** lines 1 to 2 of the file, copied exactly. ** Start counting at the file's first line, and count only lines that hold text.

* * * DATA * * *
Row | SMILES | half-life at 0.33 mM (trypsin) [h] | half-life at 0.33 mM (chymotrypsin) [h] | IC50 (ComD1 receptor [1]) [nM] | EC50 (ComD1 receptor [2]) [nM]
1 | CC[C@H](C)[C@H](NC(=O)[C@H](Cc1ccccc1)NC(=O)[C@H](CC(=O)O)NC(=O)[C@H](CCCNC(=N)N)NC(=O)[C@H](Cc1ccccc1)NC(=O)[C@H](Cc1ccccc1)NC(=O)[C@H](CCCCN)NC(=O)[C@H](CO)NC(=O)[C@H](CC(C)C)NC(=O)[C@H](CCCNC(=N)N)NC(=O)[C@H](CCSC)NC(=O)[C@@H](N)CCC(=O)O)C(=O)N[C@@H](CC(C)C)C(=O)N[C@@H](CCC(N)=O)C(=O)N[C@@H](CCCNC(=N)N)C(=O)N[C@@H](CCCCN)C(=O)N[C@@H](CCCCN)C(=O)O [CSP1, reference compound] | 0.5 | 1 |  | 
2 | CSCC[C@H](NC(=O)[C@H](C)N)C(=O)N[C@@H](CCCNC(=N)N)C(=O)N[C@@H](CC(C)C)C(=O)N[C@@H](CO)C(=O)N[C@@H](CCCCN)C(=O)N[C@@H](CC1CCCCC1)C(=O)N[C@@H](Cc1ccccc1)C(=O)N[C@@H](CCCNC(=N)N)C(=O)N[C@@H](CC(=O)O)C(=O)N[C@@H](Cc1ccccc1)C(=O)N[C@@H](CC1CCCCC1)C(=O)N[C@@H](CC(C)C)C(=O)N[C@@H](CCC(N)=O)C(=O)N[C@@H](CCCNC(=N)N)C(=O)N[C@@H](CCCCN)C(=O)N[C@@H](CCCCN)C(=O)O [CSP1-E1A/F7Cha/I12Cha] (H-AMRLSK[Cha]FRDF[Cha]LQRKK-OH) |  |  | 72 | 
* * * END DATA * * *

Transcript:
Row | SMILES | half-life at 0.33 mM (trypsin) [h] | half-life at 0.33 mM (chymotrypsin) [h] | IC50 (ComD1 receptor [1]) [nM] | EC50 (ComD1 receptor [2]) [nM]
1 | CC[C@H](C)[C@H](NC(=O)[C@H](Cc1ccccc1)NC(=O)[C@H](CC(=O)O)NC(=O)[C@H](CCCNC(=N)N)NC(=O)[C@H](Cc1ccccc1)NC(=O)[C@H](Cc1ccccc1)NC(=O)[C@H](CCCCN)NC(=O)[C@H](CO)NC(=O)[C@H](CC(C)C)NC(=O)[C@H](CCCNC(=N)N)NC(=O)[C@H](CCSC)NC(=O)[C@@H](N)CCC(=O)O)C(=O)N[C@@H](CC(C)C)C(=O)N[C@@H](CCC(N)=O)C(=O)N[C@@H](CCCNC(=N)N)C(=O)N[C@@H](CCCCN)C(=O)N[C@@H](CCCCN)C(=O)O [CSP1, reference compound] | 0.5 | 1 |  | 